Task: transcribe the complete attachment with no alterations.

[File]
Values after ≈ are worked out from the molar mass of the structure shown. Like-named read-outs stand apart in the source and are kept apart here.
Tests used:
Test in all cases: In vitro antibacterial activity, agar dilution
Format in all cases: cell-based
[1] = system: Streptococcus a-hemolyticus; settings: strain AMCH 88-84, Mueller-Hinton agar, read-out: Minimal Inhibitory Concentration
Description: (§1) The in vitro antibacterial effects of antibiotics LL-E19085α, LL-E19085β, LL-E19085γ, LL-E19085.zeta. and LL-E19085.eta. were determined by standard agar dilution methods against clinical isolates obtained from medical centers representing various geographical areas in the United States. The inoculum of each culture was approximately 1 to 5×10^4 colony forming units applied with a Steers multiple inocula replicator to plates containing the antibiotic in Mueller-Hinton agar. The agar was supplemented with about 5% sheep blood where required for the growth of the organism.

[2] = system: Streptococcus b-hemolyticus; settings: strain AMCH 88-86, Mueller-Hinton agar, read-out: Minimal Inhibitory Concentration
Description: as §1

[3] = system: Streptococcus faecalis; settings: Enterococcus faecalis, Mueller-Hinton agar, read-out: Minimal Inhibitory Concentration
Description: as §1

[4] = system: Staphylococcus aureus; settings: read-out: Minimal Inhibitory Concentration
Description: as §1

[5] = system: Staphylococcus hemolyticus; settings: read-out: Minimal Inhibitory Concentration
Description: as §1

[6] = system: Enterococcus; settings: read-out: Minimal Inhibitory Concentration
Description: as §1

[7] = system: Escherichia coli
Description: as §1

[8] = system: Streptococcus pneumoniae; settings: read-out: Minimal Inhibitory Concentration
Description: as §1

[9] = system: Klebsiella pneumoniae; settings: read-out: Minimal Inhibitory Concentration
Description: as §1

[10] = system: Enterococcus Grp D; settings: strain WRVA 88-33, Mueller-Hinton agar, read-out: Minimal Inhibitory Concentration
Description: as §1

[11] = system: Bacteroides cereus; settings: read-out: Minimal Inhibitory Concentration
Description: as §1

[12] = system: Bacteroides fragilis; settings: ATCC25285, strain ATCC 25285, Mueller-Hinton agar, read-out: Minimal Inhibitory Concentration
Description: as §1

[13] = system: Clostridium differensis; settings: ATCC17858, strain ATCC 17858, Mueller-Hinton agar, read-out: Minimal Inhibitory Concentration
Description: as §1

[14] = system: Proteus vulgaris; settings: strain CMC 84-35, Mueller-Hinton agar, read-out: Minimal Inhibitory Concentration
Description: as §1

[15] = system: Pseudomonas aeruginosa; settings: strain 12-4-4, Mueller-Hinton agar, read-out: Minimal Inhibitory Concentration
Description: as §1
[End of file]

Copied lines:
Values after ≈ are worked out from the molar mass of the structure shown. Like-named read-outs stand apart in the source and are kept apart here.
Tests used:
Test in all cases: In vitro antibacterial activity, agar dilution
Format in all cases: cell-based
[1] = system: Streptococcus a-hemolyticus; settings: strain AMCH 88-84, Mueller-Hinton agar, read-out: Minimal Inhibitory Concentration
Description: (§1) The in vitro antibacterial effects of antibiotics LL-E19085α, LL-E19085β, LL-E19085γ, LL-E19085.zeta. and LL-E19085.eta. were determined by standard agar dilution methods against clinical isolates obtained from medical centers representing various geographical areas in the United States. The inoculum of each culture was approximately 1 to 5×10^4 colony forming units applied with a Steers multiple inocula replicator to plates containing the antibiotic in Mueller-Hinton agar. The agar was supplemented with about 5% sheep blood where required for the growth of the organism.

[2] = system: Streptococcus b-hemolyticus; settings: strain AMCH 88-86, Mueller-Hinton agar, read-out: Minimal Inhibitory Concentration
Description: as §1

[3] = system: Streptococcus faecalis; settings: Enterococcus faecalis, Mueller-Hinton agar, read-out: Minimal Inhibitory Concentration
Description: as §1

[4] = system: Staphylococcus aureus; settings: read-out: Minimal Inhibitory Concentration
Description: as §1

[5] = system: Staphylococcus hemolyticus; settings: read-out: Minimal Inhibitory Concentration
Description: as §1

[6] = system: Enterococcus; settings: read-out: Minimal Inhibitory Concentration
Description: as §1

[7] = system: Escherichia coli
Description: as §1

[8] = system: Streptococcus pneumoniae; settings: read-out: Minimal Inhibitory Concentration
Description: as §1

[9] = system: Klebsiella pneumoniae; settings: read-out: Minimal Inhibitory Concentration
Description: as §1

[10] = system: Enterococcus Grp D; settings: strain WRVA 88-33, Mueller-Hinton agar, read-out: Minimal Inhibitory Concentration
Description: as §1

[11] = system: Bacteroides cereus; settings: read-out: Minimal Inhibitory Concentration
Description: as §1

[12] = system: Bacteroides fragilis; settings: ATCC25285, strain ATCC 25285, Mueller-Hinton agar, read-out: Minimal Inhibitory Concentration
Description: as §1

[13] = system: Clostridium differensis; settings: ATCC17858, strain ATCC 17858, Mueller-Hinton agar, read-out: Minimal Inhibitory Concentration
Description: as §1

[14] = system: Proteus vulgaris; settings: strain CMC 84-35, Mueller-Hinton agar, read-out: Minimal Inhibitory Concentration
Description: as §1

[15] = system: Pseudomonas aeruginosa; settings: strain 12-4-4, Mueller-Hinton agar, read-out: Minimal Inhibitory Concentration
Description: as §1